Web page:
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Monday, Sep 16, 2019

Amarnath yatra on hold due to rains in Kashmir, pilgrims asked to stay in tents

Officials announce on loudspeakers at Baltal camp requesting the Amarnath Yatra pilgrims to not queue up outside the gate as they won’t be allowed to move ahead today due to slippery tracks.

india Updated: Jun 28, 2018 11:04 IST
Ashiq Hussain
Ashiq Hussain
Hindustan Times, Baltal

Amarnath pilgrimmage was put on hold in Kashmir on Thursday morning owing to incessant rains much to the disappointment of yatris who had gathered since Wednesday.

Around 3,000 yatris, who had arrived at yatra base camps in central Kashmir’s Baltal and south Kashmir’s Pahalgam from Jammu, have been asked to stay put in their tents.

“All the yatris are requested not to queue up outside the gate. They won’t be allowed to move ahead today as the track has become slippery due to rains, officials announced on loudspeakers at Baltal camp.

An official manning joint control room at Pahalgam said the yatra from that side had been put on hold till rains stopped and tracks became walkable.

Yatris trek 36 kms up to the treacherous mountainous paths to the cave shrine situated at a height of 12,775 feet from Pahalgam base camp, while from Baltal side, the route is shorter but vertical and yatris have to trek for just 14 km.

Monika Bhansal, along with her son and daughter, has been waiting outside the gate errected by security forces at Baltal since 4am amid the rains.

“We have come here just for the yatra. We have a return flight which is booked for June 30. I pray that weather improves and we are able to perform darshan,” she said.

Bhushan Chand, in his 30s, has travelled from Himachal Pradesh on his bike for the yatra.

“I will perform the pilgrimmage come what may. Rains would not stop me but the police are not allowing me to move ahead. Dil mein icha ho to kuch bhi mumkin ha,” he said.

The annual Amarnath pilgrimage through J&K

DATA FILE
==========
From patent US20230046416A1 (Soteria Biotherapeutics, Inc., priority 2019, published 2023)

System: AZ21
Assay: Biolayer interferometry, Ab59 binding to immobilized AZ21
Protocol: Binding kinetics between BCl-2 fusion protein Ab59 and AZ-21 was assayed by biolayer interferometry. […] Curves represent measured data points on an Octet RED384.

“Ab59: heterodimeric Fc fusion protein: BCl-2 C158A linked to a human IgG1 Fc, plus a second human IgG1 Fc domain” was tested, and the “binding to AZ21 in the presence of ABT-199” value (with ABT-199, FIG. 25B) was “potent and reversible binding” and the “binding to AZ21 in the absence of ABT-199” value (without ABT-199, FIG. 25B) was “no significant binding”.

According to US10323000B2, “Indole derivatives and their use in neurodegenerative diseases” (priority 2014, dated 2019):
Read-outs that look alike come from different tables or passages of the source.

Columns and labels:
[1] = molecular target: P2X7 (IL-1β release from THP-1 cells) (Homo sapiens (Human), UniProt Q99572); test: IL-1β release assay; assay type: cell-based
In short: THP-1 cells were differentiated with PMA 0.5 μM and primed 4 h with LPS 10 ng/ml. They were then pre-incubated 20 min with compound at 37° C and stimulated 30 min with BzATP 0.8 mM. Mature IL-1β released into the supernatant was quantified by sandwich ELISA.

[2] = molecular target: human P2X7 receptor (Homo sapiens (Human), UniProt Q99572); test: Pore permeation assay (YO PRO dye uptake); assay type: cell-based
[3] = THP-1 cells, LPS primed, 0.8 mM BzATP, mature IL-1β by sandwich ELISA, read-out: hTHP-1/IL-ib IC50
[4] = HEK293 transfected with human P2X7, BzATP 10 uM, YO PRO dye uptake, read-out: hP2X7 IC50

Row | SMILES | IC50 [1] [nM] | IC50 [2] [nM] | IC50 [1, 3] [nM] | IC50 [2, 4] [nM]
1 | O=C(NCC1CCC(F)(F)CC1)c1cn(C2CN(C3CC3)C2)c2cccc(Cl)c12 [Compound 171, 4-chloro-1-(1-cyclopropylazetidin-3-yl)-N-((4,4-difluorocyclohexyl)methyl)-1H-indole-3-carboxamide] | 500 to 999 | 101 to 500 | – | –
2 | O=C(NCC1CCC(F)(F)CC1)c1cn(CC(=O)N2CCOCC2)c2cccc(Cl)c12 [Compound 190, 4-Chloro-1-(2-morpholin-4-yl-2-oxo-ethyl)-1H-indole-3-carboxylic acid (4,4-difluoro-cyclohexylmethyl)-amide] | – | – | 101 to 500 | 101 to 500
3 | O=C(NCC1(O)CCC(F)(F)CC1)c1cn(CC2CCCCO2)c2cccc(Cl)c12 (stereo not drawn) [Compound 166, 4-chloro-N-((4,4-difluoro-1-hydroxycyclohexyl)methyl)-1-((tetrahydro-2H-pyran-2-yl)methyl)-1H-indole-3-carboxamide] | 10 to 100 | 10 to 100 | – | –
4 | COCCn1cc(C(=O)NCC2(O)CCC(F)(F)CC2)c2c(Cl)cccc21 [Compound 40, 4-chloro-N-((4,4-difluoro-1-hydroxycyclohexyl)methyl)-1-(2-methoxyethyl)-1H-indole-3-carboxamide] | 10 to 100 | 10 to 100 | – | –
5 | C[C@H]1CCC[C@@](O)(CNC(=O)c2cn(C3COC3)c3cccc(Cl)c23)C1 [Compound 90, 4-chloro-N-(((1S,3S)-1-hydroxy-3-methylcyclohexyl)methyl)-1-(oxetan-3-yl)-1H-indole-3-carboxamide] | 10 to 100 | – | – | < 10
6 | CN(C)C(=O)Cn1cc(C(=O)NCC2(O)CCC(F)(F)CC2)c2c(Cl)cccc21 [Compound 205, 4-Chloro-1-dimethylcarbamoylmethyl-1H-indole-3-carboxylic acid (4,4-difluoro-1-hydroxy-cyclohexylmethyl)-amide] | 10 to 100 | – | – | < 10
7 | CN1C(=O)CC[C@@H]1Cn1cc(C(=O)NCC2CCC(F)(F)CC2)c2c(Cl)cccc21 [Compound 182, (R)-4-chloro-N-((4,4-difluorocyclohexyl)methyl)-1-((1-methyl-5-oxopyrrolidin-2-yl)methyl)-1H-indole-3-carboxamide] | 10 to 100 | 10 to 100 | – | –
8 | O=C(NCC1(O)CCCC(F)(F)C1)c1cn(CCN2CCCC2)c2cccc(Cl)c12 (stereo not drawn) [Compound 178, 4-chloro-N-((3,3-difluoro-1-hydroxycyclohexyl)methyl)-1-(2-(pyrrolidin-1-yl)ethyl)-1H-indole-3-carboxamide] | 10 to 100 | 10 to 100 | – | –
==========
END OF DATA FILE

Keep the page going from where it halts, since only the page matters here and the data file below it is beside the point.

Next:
The yatra this year, took off amid political turmoil in the state and heightened security

Rains started lashing the two base camps since Wednesday when yatris started trickling in at the two sites.

Umang Narula, chief executive officer of Shri Amarnath Shrine Board which is managing the yatra, said the first batch of 2995 yatris left in 113 vehicles in two separate convoys for Baltal and Nunwan (Pahalgam) base camps to ease the movement of traffic. They reached their destinations late on Wednesday evening.

Even before the convoys reached Kashmir, hundreds of yatris had already arrived at the base camps.

Sukhwinder Singh arrived here along with his wife, teenagers son and daughter in two buses, which carried 42 pilgrims from Amritsar. They had already visited Dal Lake and other tourist spots before dropping in at the base camp.

“It has been an amazing journey. We did not face any hindrances even though we have heard many bad things in media. People here are vert sweet,” he said.

Along with over 40,000 security personnel, hundreds of Kashmiris are toiling hard to ensure that the arrangements are in place for the annual Hindu pilgrimage.

ITBP constables Rinku Sharma, 25, and Subhey Singh, 26, who stand guard at the entrance of 14-km slanting mountain track, performed their yatra before people started coming.

“We went to the cave shrine in groups as we came here 20 days back for putting in place security arrangements. Now we will be ensuring the safety at the entrance,” they said.

The two-month long pilgrimage this year comes amid governor’s rule in the state after the Bharatiya Janata Party (BJP) ended its coalition with the Peoples Democratic Party (PDP) on June 20. There has been heightened militant activity even before the commencement of the Yatra, although a top Hizbul Mujahideen commander assured that “pilgrims need not to worry”.

For the past one week, governor NN Vohra, Army chief General Bipin Rawat and defence minister Nirmala Sitharaman have reviewed security scenario multiple times and visited the tracks of the Amarnath Yatra.

A coordinated security system by police, CRPF and army has been put in place for the pilgrimage. As many as 238 companies of the central security forces will guard the pilgrimage, besides police and army.

While the CRPF will ensure sanitisation of routes, road opening parties and will accompany the yatris from Jammu to the base camps along with police, army has been given the responsibility of corridor protection and securing higher reaches. The vehicles have been radio tagged and the CCTV cameras have been installed along the routes.

CRPF inspector general, Ravideep Sahi, said they had put in place a cordinated security plan.

Last year, eight pilgrims were killed after gunmen attacked their bus in south Kashmir’s Anantnag.

First Published: Jun 28, 2018 08:02 IST